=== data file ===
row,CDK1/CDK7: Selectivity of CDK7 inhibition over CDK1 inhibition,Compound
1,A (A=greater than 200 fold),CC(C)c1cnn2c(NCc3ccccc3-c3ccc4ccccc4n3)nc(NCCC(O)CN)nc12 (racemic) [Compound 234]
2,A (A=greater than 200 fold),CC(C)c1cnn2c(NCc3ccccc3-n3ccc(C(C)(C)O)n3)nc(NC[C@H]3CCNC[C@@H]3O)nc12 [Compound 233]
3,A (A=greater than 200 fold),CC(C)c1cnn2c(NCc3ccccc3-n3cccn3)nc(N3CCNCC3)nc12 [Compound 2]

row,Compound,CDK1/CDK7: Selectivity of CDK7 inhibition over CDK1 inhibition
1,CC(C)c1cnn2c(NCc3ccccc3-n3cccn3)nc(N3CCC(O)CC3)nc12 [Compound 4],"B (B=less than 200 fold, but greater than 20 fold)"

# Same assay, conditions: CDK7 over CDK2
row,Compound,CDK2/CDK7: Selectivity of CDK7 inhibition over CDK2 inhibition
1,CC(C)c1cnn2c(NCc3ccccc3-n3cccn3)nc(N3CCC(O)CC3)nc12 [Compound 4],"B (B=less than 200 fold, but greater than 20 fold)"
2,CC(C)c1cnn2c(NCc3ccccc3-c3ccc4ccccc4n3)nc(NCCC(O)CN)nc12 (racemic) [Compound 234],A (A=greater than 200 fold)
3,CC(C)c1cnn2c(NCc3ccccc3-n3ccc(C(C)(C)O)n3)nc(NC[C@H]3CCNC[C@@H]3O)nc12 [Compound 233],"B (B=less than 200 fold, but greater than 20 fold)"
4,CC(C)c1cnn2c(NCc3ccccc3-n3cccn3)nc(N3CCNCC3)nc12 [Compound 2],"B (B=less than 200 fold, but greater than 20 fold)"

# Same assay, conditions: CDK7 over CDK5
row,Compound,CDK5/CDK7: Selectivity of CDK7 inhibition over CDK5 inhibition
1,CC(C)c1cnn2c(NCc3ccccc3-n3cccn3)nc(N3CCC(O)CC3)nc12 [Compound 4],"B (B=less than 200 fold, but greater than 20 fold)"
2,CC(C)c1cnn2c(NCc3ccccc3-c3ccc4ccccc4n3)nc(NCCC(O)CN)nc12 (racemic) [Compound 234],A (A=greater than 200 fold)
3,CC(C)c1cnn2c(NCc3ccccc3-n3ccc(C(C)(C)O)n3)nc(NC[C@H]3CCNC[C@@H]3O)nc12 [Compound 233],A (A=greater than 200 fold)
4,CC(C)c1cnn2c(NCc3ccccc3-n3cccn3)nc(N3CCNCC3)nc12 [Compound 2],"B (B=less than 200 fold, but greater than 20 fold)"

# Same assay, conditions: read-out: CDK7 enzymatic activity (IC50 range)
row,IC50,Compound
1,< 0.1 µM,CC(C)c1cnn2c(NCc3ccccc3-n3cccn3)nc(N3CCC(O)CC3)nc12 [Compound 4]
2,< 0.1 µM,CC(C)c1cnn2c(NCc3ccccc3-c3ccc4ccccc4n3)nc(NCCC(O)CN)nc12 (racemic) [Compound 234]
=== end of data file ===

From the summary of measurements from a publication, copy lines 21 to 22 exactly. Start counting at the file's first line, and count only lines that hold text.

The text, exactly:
1,< 0.1 µM,CC(C)c1cnn2c(NCc3ccccc3-n3cccn3)nc(N3CCC(O)CC3)nc12 [Compound 4]
2,< 0.1 µM,CC(C)c1cnn2c(NCc3ccccc3-c3ccc4ccccc4n3)nc(NCCC(O)CN)nc12 (racemic) [Compound 234]